BATAVIA - Momentarily blinded by the sun after emerging from the 350-foot shaft into the earth's crust where scientists blast a stream of high-energy particles to Minnesota, Roger Vernon of Aurora turned to peer at the access building.

"I can see something like this very easily in a residential neighborhood," he said.

Vernon, who represents Aurora's Big Woods/Marmion neighborhood, was one of the local representatives who toured Fermi National Accelerator Laboratory's underground Neutrinos at the Main Injector facility, NuMI for short.

The purpose wasn't sightseeing, nor was it learning how neutrinos change after being blasted through the earth from Batavia to a lab in northern Minnesota.

The tourists were members of the International Linear Collider Citizens' Task Force, a group of local officials and lab neighbors trying to see whether a Fermilab tunnel under their homes would work.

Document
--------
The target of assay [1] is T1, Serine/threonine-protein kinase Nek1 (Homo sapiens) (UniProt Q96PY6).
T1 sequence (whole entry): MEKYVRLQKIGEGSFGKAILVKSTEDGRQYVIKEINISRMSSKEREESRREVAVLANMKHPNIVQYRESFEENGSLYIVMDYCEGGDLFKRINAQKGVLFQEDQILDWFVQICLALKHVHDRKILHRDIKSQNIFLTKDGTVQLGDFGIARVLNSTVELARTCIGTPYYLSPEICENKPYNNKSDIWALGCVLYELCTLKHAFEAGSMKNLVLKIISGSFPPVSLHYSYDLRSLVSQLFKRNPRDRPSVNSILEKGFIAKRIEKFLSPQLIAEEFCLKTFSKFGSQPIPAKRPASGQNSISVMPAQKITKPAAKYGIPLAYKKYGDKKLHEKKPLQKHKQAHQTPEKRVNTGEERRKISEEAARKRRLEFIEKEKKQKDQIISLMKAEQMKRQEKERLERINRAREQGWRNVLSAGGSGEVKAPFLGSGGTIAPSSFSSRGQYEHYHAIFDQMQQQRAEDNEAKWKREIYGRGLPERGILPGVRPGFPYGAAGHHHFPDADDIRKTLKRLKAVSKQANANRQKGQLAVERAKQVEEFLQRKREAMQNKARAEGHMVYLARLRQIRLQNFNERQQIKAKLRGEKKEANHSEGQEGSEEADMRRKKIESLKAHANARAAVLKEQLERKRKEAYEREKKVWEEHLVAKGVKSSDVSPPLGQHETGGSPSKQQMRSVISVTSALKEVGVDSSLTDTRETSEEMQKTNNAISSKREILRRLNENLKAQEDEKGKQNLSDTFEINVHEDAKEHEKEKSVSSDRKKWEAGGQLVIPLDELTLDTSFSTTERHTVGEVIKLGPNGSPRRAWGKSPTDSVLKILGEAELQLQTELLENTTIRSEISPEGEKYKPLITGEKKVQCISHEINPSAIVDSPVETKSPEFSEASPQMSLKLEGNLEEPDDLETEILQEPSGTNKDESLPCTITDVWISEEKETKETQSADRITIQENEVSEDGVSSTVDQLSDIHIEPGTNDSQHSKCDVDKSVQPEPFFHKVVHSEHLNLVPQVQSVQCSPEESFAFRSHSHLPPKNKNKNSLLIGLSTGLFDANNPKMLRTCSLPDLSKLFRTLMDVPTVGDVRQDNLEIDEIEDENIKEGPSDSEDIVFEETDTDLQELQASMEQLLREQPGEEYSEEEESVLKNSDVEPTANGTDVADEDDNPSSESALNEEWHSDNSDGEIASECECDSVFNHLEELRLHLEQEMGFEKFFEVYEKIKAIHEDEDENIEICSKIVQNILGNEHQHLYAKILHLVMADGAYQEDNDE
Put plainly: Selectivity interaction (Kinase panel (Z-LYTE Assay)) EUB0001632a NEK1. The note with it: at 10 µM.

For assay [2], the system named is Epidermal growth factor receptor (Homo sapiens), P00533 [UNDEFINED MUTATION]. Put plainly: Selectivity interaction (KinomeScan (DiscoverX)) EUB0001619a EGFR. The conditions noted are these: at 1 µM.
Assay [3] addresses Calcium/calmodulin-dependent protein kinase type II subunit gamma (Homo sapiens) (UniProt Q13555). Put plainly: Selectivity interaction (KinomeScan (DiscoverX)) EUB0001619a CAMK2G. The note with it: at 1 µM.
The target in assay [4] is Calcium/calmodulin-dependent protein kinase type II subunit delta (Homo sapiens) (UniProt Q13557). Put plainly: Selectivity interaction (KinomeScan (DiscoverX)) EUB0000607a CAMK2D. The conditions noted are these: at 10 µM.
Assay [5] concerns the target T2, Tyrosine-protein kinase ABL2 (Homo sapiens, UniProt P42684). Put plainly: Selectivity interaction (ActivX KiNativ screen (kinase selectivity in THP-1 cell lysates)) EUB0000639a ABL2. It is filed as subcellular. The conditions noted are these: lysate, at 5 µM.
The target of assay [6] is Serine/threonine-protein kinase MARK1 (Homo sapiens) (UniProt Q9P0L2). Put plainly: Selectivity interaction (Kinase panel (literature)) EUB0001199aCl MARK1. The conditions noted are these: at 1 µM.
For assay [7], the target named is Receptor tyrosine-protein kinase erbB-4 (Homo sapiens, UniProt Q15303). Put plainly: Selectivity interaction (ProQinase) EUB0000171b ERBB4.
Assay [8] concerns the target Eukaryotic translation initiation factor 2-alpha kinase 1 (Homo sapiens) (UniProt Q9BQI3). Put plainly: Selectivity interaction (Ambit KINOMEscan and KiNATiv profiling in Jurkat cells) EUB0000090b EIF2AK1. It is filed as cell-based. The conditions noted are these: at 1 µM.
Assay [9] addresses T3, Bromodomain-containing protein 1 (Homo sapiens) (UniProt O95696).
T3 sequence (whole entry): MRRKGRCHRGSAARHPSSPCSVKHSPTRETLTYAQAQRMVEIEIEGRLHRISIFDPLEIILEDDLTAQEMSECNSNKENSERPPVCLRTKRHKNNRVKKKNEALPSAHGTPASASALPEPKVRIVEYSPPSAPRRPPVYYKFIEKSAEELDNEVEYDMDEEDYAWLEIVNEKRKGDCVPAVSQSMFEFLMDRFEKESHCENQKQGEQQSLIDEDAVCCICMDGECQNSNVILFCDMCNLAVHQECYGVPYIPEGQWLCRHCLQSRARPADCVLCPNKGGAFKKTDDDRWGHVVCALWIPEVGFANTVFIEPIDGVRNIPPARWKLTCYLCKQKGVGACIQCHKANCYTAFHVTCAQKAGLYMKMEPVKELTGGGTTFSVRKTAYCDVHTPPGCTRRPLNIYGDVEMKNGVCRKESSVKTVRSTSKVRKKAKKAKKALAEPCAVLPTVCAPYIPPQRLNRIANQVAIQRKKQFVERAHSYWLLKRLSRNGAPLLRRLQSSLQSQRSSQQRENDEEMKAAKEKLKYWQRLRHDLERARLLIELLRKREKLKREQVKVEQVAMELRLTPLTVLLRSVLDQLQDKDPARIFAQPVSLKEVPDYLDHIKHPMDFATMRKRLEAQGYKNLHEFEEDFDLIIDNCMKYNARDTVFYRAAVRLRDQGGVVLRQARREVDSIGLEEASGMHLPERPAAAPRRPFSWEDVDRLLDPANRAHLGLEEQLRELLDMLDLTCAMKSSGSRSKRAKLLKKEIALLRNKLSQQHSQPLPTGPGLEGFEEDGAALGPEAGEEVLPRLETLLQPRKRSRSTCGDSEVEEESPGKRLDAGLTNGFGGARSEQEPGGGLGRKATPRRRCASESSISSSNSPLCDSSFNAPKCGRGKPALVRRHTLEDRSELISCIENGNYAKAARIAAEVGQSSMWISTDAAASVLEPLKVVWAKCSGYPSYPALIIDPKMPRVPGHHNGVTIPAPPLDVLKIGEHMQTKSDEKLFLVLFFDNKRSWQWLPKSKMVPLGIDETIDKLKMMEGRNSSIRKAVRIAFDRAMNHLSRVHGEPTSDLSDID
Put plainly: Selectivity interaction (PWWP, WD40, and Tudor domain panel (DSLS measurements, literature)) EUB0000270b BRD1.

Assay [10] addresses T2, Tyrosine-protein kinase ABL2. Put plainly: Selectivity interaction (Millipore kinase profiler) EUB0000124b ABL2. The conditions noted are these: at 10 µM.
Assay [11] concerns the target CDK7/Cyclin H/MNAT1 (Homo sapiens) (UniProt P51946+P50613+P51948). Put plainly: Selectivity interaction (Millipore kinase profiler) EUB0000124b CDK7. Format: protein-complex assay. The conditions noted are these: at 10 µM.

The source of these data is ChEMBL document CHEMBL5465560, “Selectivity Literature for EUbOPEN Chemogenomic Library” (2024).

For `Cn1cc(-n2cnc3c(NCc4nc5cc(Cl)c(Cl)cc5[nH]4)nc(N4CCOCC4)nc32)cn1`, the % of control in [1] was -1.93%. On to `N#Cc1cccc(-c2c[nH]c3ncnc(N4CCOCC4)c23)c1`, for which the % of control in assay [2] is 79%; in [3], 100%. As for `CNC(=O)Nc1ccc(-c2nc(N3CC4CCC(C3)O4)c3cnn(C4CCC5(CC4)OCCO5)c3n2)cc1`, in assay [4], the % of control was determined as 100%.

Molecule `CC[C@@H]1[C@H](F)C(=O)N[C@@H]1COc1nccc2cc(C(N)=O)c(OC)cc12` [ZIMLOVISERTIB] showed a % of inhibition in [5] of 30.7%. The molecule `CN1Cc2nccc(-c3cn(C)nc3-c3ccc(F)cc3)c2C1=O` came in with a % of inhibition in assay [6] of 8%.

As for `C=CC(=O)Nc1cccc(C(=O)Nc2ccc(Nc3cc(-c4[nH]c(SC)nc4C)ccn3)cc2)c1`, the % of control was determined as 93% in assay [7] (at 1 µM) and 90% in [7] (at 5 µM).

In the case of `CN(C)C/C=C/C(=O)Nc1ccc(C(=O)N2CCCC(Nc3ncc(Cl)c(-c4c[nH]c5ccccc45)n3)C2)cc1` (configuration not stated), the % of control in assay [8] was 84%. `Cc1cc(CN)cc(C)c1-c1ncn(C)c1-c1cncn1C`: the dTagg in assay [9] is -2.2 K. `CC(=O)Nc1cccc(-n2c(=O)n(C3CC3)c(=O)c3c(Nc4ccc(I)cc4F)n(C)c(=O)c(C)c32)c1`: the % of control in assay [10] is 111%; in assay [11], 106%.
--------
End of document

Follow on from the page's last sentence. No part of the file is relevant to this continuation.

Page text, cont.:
Read More

In the News

Oldest stars may shed light on dark matter

From Science Daily, Sept. 14, 2007

The universe's earliest stars may hold clues to the nature of dark matter, the mysterious stuff that makes up most of the universe's matter but doesn't interact with light, cosmologists report.

The first stars in an early universe filled with moderately energetic, or "warm," dark matter would probably have developed in long strings, according to a study in the 14 September issue of the journal Science, published by AAAS, the nonprofit science society. In contrast, simulations with slow-moving, cold dark matter generally show the first stars forming in clumps.

Efforts are underway to find some of these ancient stars, so it's hypothetically possible that new star discoveries could help clarify whether the universe is made up of warm or cold dark matter.

Read More

Safety Tip of the Week

Hand safety

Practicing proper hand safety by wearing protective gloves can prevent injuries.